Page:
Go into Pose Mode and select the hip bone. Under the Bone properties panel scroll down until you see the Display tap. Under the Custom Shape box select it and change it to the new circle you just dropped into the scene. In my case, I'm changing it to "Anim_Hips."
As soon as you do that, you should see that the hip bone is now no longer visible. Don't panic! as I mentioned above we've changed the bone to a custom shape, in our case the Anim_Hips curve.
You won't be able to see the new shape until you check the Wireframe box under Display. Now you should see our circle placed at the root of the hip bone. However, you should see it doesn't really look how we want it to. So we'll need to make some changes to the original Anim_Hips curve.
Go back into Object Mode and select the Anim_Hips curve, and then go into Edit Mode (the hotkey is Tab) and select all the vertices that make up the circle. You can select all by pressing "A".
If we turn on snapping and set the snapping to increment, we can rotate the circle 90 degrees in the X axis. You can also scale the circle out slightly by pressing "S" you want to scale it so the circle is easily visible outside of the mesh. You'll notice that as you're editing the Anim_Hips circle you can see the changes reflect for the custom shape on the hips bone.
With the circle still selected this time translate it back in the Y axis so the custom shape for the bone will get lowered on the hips, try to get it to where it's around the belt area on our characters mesh. You'll have to edit the position of the custom shape because by default it's placed at the root of the bone, in our case it was slightly too high on the character mesh. Now when you go back into pose mode you can select the curve and rotate it and you'll see that it now affects the mesh. So basically we've just changed what the bone looks like.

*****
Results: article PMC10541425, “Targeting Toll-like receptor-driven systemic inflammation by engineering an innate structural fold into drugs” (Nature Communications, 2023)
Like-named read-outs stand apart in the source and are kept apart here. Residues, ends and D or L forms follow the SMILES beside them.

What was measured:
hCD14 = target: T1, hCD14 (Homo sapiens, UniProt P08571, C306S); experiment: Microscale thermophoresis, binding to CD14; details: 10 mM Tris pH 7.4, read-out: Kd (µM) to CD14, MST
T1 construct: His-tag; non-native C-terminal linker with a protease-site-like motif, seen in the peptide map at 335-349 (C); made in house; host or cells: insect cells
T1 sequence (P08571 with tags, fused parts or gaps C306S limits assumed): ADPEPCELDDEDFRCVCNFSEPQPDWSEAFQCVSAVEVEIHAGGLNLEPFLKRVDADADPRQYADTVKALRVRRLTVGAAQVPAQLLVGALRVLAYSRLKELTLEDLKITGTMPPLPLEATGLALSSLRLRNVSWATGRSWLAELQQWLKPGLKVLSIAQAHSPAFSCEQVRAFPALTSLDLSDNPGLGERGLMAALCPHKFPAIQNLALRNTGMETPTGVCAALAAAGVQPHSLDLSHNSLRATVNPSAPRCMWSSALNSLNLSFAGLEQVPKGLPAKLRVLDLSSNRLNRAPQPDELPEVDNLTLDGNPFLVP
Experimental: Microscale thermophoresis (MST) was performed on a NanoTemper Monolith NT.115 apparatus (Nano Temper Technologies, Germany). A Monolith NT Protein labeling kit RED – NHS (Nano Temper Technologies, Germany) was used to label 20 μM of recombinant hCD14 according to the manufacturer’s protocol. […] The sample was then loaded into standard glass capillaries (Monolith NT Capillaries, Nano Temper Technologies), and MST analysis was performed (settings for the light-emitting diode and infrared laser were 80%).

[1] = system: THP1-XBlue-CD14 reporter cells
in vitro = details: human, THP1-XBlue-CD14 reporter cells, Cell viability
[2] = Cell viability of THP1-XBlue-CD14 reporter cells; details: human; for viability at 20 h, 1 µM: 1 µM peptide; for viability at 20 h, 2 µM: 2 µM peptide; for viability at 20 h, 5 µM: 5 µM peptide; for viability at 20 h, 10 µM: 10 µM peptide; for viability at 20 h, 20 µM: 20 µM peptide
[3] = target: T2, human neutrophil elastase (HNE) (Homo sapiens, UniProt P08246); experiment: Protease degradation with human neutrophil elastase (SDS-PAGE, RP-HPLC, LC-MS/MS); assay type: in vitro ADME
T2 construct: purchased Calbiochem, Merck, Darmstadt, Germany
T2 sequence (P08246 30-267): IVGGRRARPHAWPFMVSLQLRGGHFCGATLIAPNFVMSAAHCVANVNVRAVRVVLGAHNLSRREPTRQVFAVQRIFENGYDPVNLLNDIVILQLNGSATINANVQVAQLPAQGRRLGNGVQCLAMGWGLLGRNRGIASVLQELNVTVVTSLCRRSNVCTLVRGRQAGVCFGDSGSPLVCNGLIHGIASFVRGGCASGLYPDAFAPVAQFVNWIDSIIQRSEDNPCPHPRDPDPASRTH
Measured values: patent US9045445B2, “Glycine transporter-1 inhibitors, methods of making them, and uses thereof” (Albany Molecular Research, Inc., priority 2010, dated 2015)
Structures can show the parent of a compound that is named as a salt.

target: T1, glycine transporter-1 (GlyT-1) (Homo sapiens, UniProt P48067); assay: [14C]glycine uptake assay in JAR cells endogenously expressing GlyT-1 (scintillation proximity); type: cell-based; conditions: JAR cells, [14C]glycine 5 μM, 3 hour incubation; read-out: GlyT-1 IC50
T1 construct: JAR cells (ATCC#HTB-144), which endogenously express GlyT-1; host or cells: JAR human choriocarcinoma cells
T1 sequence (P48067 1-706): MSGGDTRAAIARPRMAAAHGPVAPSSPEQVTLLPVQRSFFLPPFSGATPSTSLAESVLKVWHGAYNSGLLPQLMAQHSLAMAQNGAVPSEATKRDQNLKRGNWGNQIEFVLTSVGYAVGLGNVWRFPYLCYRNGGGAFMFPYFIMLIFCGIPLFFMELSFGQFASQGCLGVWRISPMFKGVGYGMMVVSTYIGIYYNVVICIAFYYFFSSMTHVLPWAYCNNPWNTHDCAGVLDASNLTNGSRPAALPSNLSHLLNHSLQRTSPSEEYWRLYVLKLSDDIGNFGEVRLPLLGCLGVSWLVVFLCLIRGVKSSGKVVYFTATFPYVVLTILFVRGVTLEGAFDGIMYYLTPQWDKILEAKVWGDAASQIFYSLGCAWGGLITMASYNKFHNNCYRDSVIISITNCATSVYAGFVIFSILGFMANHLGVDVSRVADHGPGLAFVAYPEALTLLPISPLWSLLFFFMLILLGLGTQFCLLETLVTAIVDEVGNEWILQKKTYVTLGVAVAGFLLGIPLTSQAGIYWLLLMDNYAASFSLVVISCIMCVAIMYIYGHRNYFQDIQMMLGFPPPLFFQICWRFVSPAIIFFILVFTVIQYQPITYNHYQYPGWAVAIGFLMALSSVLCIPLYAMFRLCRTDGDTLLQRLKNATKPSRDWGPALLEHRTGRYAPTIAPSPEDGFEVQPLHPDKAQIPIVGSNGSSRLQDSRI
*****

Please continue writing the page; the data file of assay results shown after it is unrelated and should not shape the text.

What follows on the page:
We can continue creating the rest of the chest controls by just duplicated the original Anim_Hips control and naming it Anim_Spine. Just like you did previously go into pose mode and select the Spine bone, under the Bone parameters change the Custom Shape to "Anim_Spine" and turn on Wireframe.
You may notice now the control curve is a little too small, so we can select the Anim_Spine control and go into Edit Mode and scale it up slightly.
We can just repeat this process for the chest control, so now duplicate the Anim_Spine control and name it Anim_Chest.